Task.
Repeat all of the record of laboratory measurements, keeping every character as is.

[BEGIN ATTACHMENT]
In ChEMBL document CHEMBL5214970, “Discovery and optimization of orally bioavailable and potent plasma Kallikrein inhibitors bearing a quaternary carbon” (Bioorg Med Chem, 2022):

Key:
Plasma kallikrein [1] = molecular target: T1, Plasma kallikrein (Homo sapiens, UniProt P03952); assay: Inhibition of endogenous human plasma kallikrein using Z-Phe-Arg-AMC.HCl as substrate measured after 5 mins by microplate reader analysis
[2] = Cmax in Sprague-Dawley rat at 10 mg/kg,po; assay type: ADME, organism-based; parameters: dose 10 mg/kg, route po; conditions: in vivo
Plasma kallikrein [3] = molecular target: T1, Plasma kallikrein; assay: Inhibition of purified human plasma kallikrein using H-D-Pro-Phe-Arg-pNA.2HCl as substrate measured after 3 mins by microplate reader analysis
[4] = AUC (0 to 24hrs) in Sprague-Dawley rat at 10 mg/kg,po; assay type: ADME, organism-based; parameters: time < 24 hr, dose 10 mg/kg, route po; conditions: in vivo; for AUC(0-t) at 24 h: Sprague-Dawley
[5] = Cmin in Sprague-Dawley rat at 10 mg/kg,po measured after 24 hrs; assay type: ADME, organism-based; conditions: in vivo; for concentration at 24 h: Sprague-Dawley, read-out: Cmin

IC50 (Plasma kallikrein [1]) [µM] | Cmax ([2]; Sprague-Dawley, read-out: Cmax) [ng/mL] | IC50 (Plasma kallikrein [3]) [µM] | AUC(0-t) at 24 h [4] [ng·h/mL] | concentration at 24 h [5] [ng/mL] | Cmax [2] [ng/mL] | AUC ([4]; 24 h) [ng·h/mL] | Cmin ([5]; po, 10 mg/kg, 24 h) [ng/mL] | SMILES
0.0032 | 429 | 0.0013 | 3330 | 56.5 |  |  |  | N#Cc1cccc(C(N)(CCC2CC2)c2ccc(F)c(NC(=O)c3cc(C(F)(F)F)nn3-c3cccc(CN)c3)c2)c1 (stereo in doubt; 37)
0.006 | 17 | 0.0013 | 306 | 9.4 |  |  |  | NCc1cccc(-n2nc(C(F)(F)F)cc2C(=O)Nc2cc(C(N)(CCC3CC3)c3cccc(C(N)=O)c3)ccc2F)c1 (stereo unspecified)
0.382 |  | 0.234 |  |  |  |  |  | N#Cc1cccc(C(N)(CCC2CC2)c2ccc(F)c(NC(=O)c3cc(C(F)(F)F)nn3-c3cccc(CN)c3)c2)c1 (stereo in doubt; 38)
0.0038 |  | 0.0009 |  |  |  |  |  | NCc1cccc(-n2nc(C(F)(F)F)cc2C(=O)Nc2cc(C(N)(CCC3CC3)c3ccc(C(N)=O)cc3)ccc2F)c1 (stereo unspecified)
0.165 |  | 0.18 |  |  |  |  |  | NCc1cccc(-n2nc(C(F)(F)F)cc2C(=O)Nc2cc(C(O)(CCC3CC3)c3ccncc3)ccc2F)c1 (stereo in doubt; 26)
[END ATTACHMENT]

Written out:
In ChEMBL document CHEMBL5214970, “Discovery and optimization of orally bioavailable and potent plasma Kallikrein inhibitors bearing a quaternary carbon” (Bioorg Med Chem, 2022):

Key:
Plasma kallikrein [1] = molecular target: T1, Plasma kallikrein (Homo sapiens, UniProt P03952); assay: Inhibition of endogenous human plasma kallikrein using Z-Phe-Arg-AMC.HCl as substrate measured after 5 mins by microplate reader analysis
[2] = Cmax in Sprague-Dawley rat at 10 mg/kg,po; assay type: ADME, organism-based; parameters: dose 10 mg/kg, route po; conditions: in vivo
Plasma kallikrein [3] = molecular target: T1, Plasma kallikrein; assay: Inhibition of purified human plasma kallikrein using H-D-Pro-Phe-Arg-pNA.2HCl as substrate measured after 3 mins by microplate reader analysis
[4] = AUC (0 to 24hrs) in Sprague-Dawley rat at 10 mg/kg,po; assay type: ADME, organism-based; parameters: time < 24 hr, dose 10 mg/kg, route po; conditions: in vivo; for AUC(0-t) at 24 h: Sprague-Dawley
[5] = Cmin in Sprague-Dawley rat at 10 mg/kg,po measured after 24 hrs; assay type: ADME, organism-based; conditions: in vivo; for concentration at 24 h: Sprague-Dawley, read-out: Cmin

IC50 (Plasma kallikrein [1]) [µM] | Cmax ([2]; Sprague-Dawley, read-out: Cmax) [ng/mL] | IC50 (Plasma kallikrein [3]) [µM] | AUC(0-t) at 24 h [4] [ng·h/mL] | concentration at 24 h [5] [ng/mL] | Cmax [2] [ng/mL] | AUC ([4]; 24 h) [ng·h/mL] | Cmin ([5]; po, 10 mg/kg, 24 h) [ng/mL] | SMILES
0.0032 | 429 | 0.0013 | 3330 | 56.5 |  |  |  | N#Cc1cccc(C(N)(CCC2CC2)c2ccc(F)c(NC(=O)c3cc(C(F)(F)F)nn3-c3cccc(CN)c3)c2)c1 (stereo in doubt; 37)
0.006 | 17 | 0.0013 | 306 | 9.4 |  |  |  | NCc1cccc(-n2nc(C(F)(F)F)cc2C(=O)Nc2cc(C(N)(CCC3CC3)c3cccc(C(N)=O)c3)ccc2F)c1 (stereo unspecified)
0.382 |  | 0.234 |  |  |  |  |  | N#Cc1cccc(C(N)(CCC2CC2)c2ccc(F)c(NC(=O)c3cc(C(F)(F)F)nn3-c3cccc(CN)c3)c2)c1 (stereo in doubt; 38)
0.0038 |  | 0.0009 |  |  |  |  |  | NCc1cccc(-n2nc(C(F)(F)F)cc2C(=O)Nc2cc(C(N)(CCC3CC3)c3ccc(C(N)=O)cc3)ccc2F)c1 (stereo unspecified)
0.165 |  | 0.18 |  |  |  |  |  | NCc1cccc(-n2nc(C(F)(F)F)cc2C(=O)Nc2cc(C(O)(CCC3CC3)c3ccncc3)ccc2F)c1 (stereo in doubt; 26)